Tech Mogul Randi Zuckerberg: “Stay True To Yourself”


She’s got that famous last name, Zuckerberg. Yep, Randi is the older sister of Facebook founder and silicon valley whizz kid Mark Zuckerberg. But don’t let that define her in your mind, because you ain’t seen nothin’ yet.

Randi shouldn’t just be notable because of her last name and her sibling association, as this woman is a fierce entity unto her own and is a great role model for many working moms and female entrepreneurs out there.

She is an author, the CEO of her own media empire and mom to son Asher. However she did start her incredible journey at Facebook, which became the launchpad for her career. Randi was the Marketing Director at the social network, and was often the person who would give the press statements and TV appearances for anything to do with the company.

She eventually started her own company, Zuckerberg Media, which keeps her ridiculously busy, and recently published a book called ‘Dot Complicated’ which is all about that tech-life balance we all need to be aware of in the 21st century world ruled by technology. It is a very entertaining and eye-opening read.

In an interview with online fashion portal Net-A-Porter Zuckerberg talks about another issue: being a woman in the tech world. With the news that Facebook COO Sheryl Sandberg, at age 44, has just become one of the youngest billionaires ever, it’s hard not to see why more and more women are being enticed to this world which for so long was dominated by men.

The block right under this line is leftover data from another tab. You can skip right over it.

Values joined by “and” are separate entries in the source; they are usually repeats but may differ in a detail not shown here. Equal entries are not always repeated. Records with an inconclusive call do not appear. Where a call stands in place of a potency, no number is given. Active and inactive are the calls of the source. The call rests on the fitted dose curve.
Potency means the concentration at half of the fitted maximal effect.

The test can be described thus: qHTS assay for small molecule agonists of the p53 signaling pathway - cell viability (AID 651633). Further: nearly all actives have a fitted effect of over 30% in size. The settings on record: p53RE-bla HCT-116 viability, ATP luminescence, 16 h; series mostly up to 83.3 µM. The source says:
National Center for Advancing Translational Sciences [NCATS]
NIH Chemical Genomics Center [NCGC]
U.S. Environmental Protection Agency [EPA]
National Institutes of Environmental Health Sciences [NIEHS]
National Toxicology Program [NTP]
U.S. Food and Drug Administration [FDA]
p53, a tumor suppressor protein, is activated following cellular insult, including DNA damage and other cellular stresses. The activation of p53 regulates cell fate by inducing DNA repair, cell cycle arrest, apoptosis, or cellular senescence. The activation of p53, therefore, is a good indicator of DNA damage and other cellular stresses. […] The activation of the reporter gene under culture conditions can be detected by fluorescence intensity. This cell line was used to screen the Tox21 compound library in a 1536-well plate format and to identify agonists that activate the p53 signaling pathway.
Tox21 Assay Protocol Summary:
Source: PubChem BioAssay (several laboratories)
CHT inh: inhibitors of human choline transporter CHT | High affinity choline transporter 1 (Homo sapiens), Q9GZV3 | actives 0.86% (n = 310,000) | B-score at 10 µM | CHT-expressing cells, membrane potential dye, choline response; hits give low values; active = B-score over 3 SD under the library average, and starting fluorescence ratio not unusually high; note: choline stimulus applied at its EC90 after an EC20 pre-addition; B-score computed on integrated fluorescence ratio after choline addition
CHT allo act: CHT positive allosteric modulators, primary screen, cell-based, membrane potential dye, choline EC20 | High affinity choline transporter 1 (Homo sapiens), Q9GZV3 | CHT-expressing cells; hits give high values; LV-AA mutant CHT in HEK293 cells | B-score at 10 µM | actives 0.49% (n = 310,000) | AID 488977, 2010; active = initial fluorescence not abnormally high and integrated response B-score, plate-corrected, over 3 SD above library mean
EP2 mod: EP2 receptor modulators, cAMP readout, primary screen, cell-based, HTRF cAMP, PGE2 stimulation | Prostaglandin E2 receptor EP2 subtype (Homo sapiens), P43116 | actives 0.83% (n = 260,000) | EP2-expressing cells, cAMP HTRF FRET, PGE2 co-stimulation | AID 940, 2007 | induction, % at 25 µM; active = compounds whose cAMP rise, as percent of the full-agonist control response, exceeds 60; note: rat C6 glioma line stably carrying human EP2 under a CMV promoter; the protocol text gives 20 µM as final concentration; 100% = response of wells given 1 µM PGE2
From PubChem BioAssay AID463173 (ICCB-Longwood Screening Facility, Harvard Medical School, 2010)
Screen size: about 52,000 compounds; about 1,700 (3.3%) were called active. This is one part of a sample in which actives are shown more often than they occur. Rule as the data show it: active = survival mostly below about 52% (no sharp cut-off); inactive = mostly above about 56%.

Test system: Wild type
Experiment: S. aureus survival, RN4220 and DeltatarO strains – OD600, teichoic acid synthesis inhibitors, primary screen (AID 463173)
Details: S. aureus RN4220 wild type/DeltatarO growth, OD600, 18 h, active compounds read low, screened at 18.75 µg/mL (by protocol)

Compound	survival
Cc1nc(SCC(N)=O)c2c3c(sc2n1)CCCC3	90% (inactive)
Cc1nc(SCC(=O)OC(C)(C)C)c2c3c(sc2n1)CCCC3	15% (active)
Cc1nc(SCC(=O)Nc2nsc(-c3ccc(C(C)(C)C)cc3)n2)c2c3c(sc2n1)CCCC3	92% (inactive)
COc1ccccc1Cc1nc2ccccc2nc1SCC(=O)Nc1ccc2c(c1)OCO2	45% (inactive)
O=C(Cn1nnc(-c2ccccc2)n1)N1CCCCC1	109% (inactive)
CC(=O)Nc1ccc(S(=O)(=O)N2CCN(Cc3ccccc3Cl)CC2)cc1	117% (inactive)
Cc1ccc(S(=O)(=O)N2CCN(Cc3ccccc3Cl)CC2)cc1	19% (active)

There are many things about the tech world Randi wants other women to know, so they too can be the best and make a great living. In her book she details her salary negotiation with brother Mark in the early days of Facebook, saying it was learning about shares which is something not many women count on.

“That was a good learning moment,” she says. “Before that, I didn’t know equity was something you could ask for in a company. I included that in the book to urge more women to negotiate themselves a better deal.”

She says asking for equity means you are a true businesswoman, and you are serious about your job. Women are often undervalued compared to men in the workplace, so her advice is quite timely.

“Women often come to a business with the same skillset as men but they fall behind because they don’t negotiate as well. Asking for equity says: I believe in this company.”


Another thing she wants to encourage women with is owning their own femininity. It’s not about trying to act, look, or dress like a man just to make it in the corporate world. Women shouldn’t have to apologize for who they are just to get a foot in the door, and she cites examples like Sheryl Sandberg and Yahoo’s Marissa Mayer as women who aren’t afraid to get glam.

“It used to be that you could only wear jeans and tees [or] you’d frighten the engineers. But Marissa Meyer is not afraid to have a little glamor. You should be able to own your success and your femininity.”

Randi says it is important to know when to unplug and sign-off from the digital world, which she details so well in ‘Dot Complicated’. She is not afraid to dress up to the nines and look her best for business meetings, and says this is an important part of her identity, for which she will not apologize.

Her advice to us all is “You have to be true to yourself.”

We will never progress in life if all we want to do is be someone else. Great advice Randi! If being ourselves is the secret ingredient for making our lives go from mediocre to the best it possibly can be, then we are on board with that.

Watch Randi tell CNN’s Christiane Amanpour in the video below how she wants to inspire more young women to be entrepreneurs and be successful. “An open door is not an opportunity unless you walk through it.”


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